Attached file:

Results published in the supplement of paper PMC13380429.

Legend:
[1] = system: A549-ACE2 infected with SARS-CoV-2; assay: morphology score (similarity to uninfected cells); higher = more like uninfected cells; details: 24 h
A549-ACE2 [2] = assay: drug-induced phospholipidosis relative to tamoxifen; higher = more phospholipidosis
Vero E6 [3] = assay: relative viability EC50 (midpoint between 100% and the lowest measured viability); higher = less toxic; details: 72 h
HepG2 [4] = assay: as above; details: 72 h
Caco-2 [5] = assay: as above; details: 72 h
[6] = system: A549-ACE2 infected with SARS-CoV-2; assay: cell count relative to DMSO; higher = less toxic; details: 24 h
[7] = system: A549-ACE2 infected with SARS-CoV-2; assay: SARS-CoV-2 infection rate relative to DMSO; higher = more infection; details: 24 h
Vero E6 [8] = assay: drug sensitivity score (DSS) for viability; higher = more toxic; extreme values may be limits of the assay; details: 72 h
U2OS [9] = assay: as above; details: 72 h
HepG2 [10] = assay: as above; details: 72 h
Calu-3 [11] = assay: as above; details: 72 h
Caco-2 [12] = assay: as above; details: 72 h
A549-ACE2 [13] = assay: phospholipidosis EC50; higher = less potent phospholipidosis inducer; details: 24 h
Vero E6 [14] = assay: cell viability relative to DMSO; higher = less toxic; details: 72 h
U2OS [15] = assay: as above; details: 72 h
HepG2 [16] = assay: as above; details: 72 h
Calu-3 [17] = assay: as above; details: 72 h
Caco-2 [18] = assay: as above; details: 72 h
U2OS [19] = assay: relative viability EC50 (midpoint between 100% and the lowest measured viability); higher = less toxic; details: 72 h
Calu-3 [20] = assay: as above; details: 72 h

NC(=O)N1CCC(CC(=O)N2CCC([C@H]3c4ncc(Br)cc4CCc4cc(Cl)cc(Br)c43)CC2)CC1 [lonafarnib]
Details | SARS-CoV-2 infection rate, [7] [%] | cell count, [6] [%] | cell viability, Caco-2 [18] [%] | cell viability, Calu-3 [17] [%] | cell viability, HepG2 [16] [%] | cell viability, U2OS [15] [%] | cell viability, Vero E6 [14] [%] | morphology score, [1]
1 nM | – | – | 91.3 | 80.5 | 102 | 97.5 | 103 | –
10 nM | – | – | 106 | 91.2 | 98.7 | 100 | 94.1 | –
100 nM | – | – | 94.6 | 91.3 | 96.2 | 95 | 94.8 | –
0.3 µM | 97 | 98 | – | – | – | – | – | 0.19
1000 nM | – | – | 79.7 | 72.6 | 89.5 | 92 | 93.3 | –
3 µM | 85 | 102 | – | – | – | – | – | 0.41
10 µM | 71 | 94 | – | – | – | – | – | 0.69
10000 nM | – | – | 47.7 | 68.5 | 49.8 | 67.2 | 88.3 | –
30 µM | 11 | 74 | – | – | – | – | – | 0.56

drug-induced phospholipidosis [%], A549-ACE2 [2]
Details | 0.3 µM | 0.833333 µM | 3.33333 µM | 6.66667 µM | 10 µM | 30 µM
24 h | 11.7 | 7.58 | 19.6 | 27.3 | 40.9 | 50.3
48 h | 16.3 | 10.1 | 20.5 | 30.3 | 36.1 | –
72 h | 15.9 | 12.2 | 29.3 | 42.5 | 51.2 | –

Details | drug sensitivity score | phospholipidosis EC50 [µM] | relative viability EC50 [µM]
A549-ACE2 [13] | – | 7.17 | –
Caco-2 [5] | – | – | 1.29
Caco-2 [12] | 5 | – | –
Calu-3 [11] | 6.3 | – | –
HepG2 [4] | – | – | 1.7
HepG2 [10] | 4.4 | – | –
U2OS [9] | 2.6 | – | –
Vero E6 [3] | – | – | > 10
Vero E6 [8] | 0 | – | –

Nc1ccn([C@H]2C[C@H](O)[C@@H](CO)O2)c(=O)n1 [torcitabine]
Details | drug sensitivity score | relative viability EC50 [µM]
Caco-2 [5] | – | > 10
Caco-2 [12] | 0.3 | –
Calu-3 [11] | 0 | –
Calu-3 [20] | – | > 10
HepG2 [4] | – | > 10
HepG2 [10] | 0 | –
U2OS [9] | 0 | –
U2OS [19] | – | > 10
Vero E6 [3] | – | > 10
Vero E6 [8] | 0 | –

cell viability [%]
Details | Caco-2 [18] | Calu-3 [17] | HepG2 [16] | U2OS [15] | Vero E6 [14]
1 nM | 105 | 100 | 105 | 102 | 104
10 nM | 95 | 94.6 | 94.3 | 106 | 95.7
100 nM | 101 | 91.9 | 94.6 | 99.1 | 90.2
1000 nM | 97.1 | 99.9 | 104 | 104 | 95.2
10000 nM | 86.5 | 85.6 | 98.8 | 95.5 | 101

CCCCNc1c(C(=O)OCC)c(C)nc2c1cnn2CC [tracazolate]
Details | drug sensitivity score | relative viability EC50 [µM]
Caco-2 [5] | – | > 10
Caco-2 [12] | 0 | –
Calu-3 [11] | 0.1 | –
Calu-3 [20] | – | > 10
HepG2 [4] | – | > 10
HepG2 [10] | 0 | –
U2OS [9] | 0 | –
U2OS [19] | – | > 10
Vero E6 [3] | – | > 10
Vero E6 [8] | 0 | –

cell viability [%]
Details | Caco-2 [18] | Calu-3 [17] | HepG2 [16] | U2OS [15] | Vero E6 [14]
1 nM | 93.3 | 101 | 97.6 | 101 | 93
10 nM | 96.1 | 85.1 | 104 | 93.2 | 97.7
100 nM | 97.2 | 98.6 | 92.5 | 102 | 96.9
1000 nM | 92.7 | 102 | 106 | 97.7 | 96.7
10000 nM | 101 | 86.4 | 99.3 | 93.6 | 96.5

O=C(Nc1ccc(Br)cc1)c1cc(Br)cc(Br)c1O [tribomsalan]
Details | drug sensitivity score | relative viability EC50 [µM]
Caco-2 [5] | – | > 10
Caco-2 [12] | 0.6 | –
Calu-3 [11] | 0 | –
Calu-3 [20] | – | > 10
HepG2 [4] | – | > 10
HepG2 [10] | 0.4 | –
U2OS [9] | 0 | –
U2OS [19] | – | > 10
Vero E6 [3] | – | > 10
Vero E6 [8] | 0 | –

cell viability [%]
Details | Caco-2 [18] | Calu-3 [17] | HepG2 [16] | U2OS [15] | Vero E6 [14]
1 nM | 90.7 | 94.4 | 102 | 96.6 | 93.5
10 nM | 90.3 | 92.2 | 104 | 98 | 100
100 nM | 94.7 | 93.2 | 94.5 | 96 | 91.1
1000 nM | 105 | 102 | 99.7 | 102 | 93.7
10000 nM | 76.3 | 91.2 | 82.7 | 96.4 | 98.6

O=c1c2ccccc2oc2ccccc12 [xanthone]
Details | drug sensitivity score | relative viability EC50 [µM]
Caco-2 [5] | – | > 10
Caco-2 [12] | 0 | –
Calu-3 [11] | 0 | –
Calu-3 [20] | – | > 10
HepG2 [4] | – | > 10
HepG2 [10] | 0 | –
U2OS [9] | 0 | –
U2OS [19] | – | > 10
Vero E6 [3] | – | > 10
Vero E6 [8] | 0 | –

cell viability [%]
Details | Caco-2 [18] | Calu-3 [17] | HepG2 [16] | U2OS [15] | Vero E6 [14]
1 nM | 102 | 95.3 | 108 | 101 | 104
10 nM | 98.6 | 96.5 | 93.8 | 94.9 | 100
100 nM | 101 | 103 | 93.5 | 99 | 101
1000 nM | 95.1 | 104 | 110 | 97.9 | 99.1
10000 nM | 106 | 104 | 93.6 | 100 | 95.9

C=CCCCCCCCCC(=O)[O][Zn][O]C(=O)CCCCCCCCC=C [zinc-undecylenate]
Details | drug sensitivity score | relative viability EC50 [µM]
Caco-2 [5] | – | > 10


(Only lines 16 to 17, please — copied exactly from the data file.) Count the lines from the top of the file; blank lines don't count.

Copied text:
Vero E6 [14] = assay: cell viability relative to DMSO; higher = less toxic; details: 72 h
U2OS [15] = assay: as above; details: 72 h